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Lobster Napoleon with Herbed Potato Tuiles

Ben Fink

Yield: Yields four appetizer-size napoleons.

This showstopping appetizer is complex, but many of the components can (and should) be made in advance so that the final assembly is simple. Smoked salmon is a delicious substitute if you’re not in the mood for lobster.


For the basil oil:

  • 3 cups loosely packed fresh basil leaves
  • 1 cup loosely packed fresh flat-leaf parsley leaves
  • 1 cup very fresh canola or grapeseed oil
  • 1/4 cup olive oil

For the papaya:

  • 1/2 cup water
  • 1/4 cup rice vinegar
  • 3 Tbs. sugar
  • 1 Tbs. kosher salt
  • 1 whole clove
  • 1 tsp. mustard seeds
  • 1 tsp. black peppercorns
  • 1 tsp. chopped fresh ginger
  • 1/2 jalapeño, cored, seeded, and chopped
  • 1/2 ripe papaya, peeled, seeded, and thinly sliced crosswise (about 1/2 cup)

For the vinaigrette:

  • 2 Tbs. fresh lemon juice
  • 1 Tbs. rice vinegar
  • 2 Tbs. chopped fresh flat-leaf parsley or chervil
  • Salt and freshly ground black pepper
  • 2 shallots, peeled and roasted in 1/2 cup olive oil at 350°F until soft (20 to 30 minutes)

For the tuiles:

  • 1 medium (10 oz.) Idaho potato, baked at 400°F for 1 hour and peeled while still warm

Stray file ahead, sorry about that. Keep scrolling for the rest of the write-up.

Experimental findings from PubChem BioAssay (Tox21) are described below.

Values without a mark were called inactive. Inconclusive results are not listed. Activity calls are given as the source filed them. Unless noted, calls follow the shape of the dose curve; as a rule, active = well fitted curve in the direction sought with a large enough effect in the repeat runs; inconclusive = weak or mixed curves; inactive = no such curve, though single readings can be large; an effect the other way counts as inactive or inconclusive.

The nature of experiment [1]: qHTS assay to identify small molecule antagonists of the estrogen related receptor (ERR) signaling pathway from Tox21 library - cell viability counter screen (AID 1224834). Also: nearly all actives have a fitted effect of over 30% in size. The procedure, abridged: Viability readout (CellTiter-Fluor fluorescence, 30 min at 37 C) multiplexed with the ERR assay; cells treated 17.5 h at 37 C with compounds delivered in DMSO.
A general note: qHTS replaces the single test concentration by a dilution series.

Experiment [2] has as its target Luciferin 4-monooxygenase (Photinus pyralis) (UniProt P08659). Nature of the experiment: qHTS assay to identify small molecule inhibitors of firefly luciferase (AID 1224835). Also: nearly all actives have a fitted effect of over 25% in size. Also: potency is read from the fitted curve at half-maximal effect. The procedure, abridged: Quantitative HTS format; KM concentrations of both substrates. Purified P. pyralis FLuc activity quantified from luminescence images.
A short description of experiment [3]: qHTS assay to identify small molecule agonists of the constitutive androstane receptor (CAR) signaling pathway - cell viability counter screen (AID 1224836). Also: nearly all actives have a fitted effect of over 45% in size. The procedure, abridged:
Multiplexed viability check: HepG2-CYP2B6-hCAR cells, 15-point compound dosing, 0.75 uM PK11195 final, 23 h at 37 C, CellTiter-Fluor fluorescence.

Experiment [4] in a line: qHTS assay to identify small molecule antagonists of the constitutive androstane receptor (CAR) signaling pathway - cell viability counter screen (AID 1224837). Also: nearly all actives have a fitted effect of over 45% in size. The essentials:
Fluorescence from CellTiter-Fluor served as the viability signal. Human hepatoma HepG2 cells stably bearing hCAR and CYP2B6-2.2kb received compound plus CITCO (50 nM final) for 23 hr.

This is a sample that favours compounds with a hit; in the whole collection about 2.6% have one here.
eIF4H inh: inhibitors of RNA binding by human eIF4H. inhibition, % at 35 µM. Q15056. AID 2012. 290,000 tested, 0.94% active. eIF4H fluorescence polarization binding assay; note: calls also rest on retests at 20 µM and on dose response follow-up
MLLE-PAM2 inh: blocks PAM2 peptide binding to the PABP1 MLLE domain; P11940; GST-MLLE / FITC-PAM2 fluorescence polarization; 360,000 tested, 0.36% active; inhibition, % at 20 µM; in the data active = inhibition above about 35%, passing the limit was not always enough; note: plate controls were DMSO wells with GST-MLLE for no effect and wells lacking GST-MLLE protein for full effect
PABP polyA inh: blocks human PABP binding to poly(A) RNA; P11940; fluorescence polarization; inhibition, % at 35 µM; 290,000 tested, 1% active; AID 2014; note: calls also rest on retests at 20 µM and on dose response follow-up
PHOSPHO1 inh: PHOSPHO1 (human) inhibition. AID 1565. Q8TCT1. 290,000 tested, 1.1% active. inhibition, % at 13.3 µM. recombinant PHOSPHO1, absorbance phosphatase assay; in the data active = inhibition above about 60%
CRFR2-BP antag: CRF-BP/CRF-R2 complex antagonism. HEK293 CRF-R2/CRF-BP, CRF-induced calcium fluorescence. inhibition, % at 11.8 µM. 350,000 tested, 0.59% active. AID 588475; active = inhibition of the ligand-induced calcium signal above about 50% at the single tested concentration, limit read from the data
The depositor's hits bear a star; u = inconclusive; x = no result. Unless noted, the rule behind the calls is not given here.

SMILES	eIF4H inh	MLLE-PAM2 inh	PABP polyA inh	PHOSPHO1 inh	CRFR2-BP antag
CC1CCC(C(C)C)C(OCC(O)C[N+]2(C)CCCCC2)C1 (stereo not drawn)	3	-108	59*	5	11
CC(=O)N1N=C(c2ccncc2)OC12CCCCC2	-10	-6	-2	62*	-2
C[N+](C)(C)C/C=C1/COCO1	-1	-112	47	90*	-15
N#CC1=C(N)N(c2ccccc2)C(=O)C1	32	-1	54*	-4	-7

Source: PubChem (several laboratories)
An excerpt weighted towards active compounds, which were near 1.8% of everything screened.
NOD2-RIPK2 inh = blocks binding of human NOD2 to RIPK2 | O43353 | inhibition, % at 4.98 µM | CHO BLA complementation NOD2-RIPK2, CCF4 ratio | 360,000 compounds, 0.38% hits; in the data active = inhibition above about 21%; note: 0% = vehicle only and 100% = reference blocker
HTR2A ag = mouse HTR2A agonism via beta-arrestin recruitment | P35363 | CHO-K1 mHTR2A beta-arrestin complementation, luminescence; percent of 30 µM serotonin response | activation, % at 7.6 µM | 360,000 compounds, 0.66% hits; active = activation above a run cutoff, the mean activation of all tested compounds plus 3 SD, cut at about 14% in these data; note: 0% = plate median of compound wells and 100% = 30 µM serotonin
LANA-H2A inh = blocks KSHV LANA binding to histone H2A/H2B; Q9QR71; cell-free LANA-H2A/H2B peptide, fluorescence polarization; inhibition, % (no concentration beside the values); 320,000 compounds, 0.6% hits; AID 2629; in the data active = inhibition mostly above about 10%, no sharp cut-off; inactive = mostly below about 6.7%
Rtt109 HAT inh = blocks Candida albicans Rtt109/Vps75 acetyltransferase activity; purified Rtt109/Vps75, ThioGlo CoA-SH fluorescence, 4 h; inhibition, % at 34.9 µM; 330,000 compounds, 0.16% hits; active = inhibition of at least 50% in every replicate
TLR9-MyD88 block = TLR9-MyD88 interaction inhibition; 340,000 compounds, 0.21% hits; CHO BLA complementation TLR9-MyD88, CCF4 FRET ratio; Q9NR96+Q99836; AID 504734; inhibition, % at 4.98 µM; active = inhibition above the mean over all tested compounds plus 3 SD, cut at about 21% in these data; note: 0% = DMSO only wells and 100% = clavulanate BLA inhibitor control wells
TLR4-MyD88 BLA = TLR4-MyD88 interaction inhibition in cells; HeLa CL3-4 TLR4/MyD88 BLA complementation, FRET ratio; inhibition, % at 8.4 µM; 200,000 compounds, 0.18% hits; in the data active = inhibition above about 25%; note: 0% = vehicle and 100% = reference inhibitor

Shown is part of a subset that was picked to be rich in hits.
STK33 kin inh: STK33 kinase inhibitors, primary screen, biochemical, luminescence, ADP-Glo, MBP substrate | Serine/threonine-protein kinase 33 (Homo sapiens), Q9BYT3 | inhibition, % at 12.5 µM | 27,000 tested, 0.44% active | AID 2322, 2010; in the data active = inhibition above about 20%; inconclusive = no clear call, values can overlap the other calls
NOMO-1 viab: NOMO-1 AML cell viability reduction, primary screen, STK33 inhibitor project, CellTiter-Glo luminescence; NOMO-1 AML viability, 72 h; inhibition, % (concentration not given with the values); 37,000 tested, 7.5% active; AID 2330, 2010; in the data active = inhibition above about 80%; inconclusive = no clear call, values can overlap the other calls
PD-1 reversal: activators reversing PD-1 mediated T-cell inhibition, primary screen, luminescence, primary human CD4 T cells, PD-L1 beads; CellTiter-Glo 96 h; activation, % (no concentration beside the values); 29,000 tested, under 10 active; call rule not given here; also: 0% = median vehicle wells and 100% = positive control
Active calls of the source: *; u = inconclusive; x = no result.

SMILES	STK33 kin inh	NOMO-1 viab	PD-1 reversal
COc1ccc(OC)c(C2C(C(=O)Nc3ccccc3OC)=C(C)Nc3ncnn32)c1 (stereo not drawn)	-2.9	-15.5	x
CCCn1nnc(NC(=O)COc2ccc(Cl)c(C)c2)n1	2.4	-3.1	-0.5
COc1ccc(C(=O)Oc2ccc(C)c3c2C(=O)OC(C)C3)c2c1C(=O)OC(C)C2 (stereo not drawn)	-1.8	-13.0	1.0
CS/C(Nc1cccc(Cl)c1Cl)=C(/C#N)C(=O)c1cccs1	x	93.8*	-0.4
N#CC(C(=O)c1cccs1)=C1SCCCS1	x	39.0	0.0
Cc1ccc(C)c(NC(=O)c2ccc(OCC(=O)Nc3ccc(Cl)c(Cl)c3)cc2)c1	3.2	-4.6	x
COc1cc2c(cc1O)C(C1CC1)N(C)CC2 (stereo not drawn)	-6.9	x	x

• 2 Tbs. butter
  • 4 egg whites
  • Salt and freshly ground black pepper
  • 1/4 cup (combined) finely chopped fresh basil and flat-leaf parsley

For the avocado:

  • 1 ripe avocado
  • 1 Tbs. chopped shallots
  • 1 Tbs. fresh lime juice
  • 1 Tbs. chopped fresh cilantro
  • Salt and freshly ground black pepper

For the lobster:

  • 2 live lobsters (1-1/2 lb. each)

For the greens:

  • 1 cup mixed tiny fresh herbs or mixed baby greens (or larger herbs, snipped)

Nutritional Information

  • Nutritional Sample Size with 1/2 tsp. basil oil
  • Calories (kcal) : 290
  • Fat Calories (kcal): 150
  • Fat (g): 16
  • Saturated Fat (g): 5
  • Polyunsaturated Fat (g): 2
  • Monounsaturated Fat (g): 8
  • Cholesterol (mg): 35
  • Sodium (mg): 710
  • Carbohydrates (g): 28
  • Fiber (g): 5
  • Protein (g): 12


Two days ahead, make the basil oil:

  • Blanch the basil and parsley in boiling salted water for 20 seconds, and then shock them in ice water. Squeeze the herbs dry in a dishtowel, and then chop them coarsely. Purée the herbs with the canola and olive oils in a blender until the mixture is uniform and bright green, 3 to 4 minutes. Transfer to a bowl, cover, and refrigerate overnight.
  • Strain the oil through a fine sieve, discarding the solids. Refrigerate overnight. The next day, decant and discard the sediment.

Pickle the papaya:

  • In a small, nonreactive saucepan, simmer the water, rice vinegar, sugar, salt, spices, ginger, and jalapeño for 2 minutes. Cool the pickling juice; strain into a nonreactive bowl over the papaya. Let the mixture sit, covered in the refrigerator, for at least 1 hour but no longer than overnight. Strain before using the papaya.

Mix the shallot vinaigrette:

  • In a small bowl, mix the lemon juice, rice vinegar, parsley, salt, and pepper. Slowly whisk in the roasting oil. Mince the roasted shallots and add them to the bowl.

Make the tuiles: